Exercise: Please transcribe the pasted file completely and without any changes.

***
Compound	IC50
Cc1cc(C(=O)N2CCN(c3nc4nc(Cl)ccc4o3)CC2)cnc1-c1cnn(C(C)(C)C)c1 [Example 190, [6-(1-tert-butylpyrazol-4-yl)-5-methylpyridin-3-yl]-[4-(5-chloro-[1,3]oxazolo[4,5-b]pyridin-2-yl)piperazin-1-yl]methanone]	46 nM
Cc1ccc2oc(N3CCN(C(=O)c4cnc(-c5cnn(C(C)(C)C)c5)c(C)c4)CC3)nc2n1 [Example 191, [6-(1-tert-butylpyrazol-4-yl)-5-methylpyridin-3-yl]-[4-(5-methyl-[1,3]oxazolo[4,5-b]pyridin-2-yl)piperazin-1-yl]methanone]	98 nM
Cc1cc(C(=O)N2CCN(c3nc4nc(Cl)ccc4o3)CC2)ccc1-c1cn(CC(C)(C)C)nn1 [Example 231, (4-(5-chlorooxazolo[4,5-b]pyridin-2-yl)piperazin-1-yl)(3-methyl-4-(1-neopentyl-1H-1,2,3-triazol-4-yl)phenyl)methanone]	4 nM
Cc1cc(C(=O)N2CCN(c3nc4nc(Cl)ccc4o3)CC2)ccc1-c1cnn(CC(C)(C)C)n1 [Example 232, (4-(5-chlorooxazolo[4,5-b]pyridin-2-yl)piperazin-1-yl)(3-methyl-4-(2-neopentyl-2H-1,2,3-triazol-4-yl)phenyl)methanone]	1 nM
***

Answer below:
Compound	IC50
Cc1cc(C(=O)N2CCN(c3nc4nc(Cl)ccc4o3)CC2)cnc1-c1cnn(C(C)(C)C)c1 [Example 190, [6-(1-tert-butylpyrazol-4-yl)-5-methylpyridin-3-yl]-[4-(5-chloro-[1,3]oxazolo[4,5-b]pyridin-2-yl)piperazin-1-yl]methanone]	46 nM
Cc1ccc2oc(N3CCN(C(=O)c4cnc(-c5cnn(C(C)(C)C)c5)c(C)c4)CC3)nc2n1 [Example 191, [6-(1-tert-butylpyrazol-4-yl)-5-methylpyridin-3-yl]-[4-(5-methyl-[1,3]oxazolo[4,5-b]pyridin-2-yl)piperazin-1-yl]methanone]	98 nM
Cc1cc(C(=O)N2CCN(c3nc4nc(Cl)ccc4o3)CC2)ccc1-c1cn(CC(C)(C)C)nn1 [Example 231, (4-(5-chlorooxazolo[4,5-b]pyridin-2-yl)piperazin-1-yl)(3-methyl-4-(1-neopentyl-1H-1,2,3-triazol-4-yl)phenyl)methanone]	4 nM
Cc1cc(C(=O)N2CCN(c3nc4nc(Cl)ccc4o3)CC2)ccc1-c1cnn(CC(C)(C)C)n1 [Example 232, (4-(5-chlorooxazolo[4,5-b]pyridin-2-yl)piperazin-1-yl)(3-methyl-4-(2-neopentyl-2H-1,2,3-triazol-4-yl)phenyl)methanone]	1 nM